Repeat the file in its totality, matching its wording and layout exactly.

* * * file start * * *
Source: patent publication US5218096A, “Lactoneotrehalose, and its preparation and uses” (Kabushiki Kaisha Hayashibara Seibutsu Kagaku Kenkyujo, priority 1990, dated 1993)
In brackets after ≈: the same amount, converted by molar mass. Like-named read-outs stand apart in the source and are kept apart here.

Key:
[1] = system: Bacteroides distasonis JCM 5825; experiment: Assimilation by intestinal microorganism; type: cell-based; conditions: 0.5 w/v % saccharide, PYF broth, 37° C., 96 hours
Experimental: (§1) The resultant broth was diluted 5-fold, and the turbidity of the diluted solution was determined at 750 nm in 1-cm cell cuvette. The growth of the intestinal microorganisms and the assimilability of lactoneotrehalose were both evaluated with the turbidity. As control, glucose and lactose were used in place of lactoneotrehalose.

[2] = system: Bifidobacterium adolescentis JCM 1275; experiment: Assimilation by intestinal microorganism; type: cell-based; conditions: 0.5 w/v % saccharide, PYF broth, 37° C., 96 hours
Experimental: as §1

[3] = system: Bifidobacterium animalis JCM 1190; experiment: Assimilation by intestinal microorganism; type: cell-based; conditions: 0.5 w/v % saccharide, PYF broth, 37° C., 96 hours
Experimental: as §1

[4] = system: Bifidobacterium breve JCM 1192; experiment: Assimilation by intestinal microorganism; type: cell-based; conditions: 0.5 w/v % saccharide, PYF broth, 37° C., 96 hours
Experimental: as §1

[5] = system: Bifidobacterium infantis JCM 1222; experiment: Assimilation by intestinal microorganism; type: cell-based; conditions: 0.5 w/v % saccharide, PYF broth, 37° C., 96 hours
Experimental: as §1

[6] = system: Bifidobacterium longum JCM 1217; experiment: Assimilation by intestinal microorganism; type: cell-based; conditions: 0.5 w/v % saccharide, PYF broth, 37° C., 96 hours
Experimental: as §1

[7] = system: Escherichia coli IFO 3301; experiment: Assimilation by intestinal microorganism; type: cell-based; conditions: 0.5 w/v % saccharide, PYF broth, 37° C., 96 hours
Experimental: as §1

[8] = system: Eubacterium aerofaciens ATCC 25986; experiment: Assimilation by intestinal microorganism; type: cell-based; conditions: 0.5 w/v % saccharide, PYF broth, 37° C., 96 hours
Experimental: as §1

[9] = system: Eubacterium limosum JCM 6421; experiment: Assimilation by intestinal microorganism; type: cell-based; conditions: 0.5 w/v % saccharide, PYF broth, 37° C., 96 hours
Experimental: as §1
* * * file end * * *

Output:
Source: patent publication US5218096A, “Lactoneotrehalose, and its preparation and uses” (Kabushiki Kaisha Hayashibara Seibutsu Kagaku Kenkyujo, priority 1990, dated 1993)
In brackets after ≈: the same amount, converted by molar mass. Like-named read-outs stand apart in the source and are kept apart here.

Key:
[1] = system: Bacteroides distasonis JCM 5825; experiment: Assimilation by intestinal microorganism; type: cell-based; conditions: 0.5 w/v % saccharide, PYF broth, 37° C., 96 hours
Experimental: (§1) The resultant broth was diluted 5-fold, and the turbidity of the diluted solution was determined at 750 nm in 1-cm cell cuvette. The growth of the intestinal microorganisms and the assimilability of lactoneotrehalose were both evaluated with the turbidity. As control, glucose and lactose were used in place of lactoneotrehalose.

[2] = system: Bifidobacterium adolescentis JCM 1275; experiment: Assimilation by intestinal microorganism; type: cell-based; conditions: 0.5 w/v % saccharide, PYF broth, 37° C., 96 hours
Experimental: as §1

[3] = system: Bifidobacterium animalis JCM 1190; experiment: Assimilation by intestinal microorganism; type: cell-based; conditions: 0.5 w/v % saccharide, PYF broth, 37° C., 96 hours
Experimental: as §1

[4] = system: Bifidobacterium breve JCM 1192; experiment: Assimilation by intestinal microorganism; type: cell-based; conditions: 0.5 w/v % saccharide, PYF broth, 37° C., 96 hours
Experimental: as §1

[5] = system: Bifidobacterium infantis JCM 1222; experiment: Assimilation by intestinal microorganism; type: cell-based; conditions: 0.5 w/v % saccharide, PYF broth, 37° C., 96 hours
Experimental: as §1

[6] = system: Bifidobacterium longum JCM 1217; experiment: Assimilation by intestinal microorganism; type: cell-based; conditions: 0.5 w/v % saccharide, PYF broth, 37° C., 96 hours
Experimental: as §1

[7] = system: Escherichia coli IFO 3301; experiment: Assimilation by intestinal microorganism; type: cell-based; conditions: 0.5 w/v % saccharide, PYF broth, 37° C., 96 hours
Experimental: as §1

[8] = system: Eubacterium aerofaciens ATCC 25986; experiment: Assimilation by intestinal microorganism; type: cell-based; conditions: 0.5 w/v % saccharide, PYF broth, 37° C., 96 hours
Experimental: as §1

[9] = system: Eubacterium limosum JCM 6421; experiment: Assimilation by intestinal microorganism; type: cell-based; conditions: 0.5 w/v % saccharide, PYF broth, 37° C., 96 hours
Experimental: as §1